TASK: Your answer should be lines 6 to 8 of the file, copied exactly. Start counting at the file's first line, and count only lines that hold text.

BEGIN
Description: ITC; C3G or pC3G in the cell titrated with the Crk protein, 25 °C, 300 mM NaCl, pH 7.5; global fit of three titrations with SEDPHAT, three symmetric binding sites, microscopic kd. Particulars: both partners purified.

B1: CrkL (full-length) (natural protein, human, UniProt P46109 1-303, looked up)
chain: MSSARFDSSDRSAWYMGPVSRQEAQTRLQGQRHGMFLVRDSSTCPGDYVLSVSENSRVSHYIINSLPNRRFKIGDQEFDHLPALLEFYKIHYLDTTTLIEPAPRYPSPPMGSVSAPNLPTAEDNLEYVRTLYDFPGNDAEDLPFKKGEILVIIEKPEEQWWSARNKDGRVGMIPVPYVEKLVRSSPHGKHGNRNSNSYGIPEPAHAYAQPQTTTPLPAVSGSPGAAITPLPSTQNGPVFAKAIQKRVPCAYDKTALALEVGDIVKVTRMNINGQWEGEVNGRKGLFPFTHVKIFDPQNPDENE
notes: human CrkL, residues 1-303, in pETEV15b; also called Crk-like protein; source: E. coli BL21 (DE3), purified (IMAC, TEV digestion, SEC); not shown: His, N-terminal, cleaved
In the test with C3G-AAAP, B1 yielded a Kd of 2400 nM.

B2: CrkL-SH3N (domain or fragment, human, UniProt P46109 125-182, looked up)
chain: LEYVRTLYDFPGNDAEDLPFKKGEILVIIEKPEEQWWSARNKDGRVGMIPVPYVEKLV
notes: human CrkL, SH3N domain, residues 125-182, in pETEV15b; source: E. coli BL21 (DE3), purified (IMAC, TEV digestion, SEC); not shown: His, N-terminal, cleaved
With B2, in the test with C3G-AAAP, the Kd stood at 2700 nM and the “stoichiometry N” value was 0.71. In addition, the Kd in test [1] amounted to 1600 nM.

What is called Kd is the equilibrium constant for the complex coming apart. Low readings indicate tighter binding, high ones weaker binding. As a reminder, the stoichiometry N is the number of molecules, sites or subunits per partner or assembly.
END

B2: CrkL-SH3N (domain or fragment, human, UniProt P46109 125-182, looked up)
chain: LEYVRTLYDFPGNDAEDLPFKKGEILVIIEKPEEQWWSARNKDGRVGMIPVPYVEKLV
notes: human CrkL, SH3N domain, residues 125-182, in pETEV15b; source: E. coli BL21 (DE3), purified (IMAC, TEV digestion, SEC); not shown: His, N-terminal, cleaved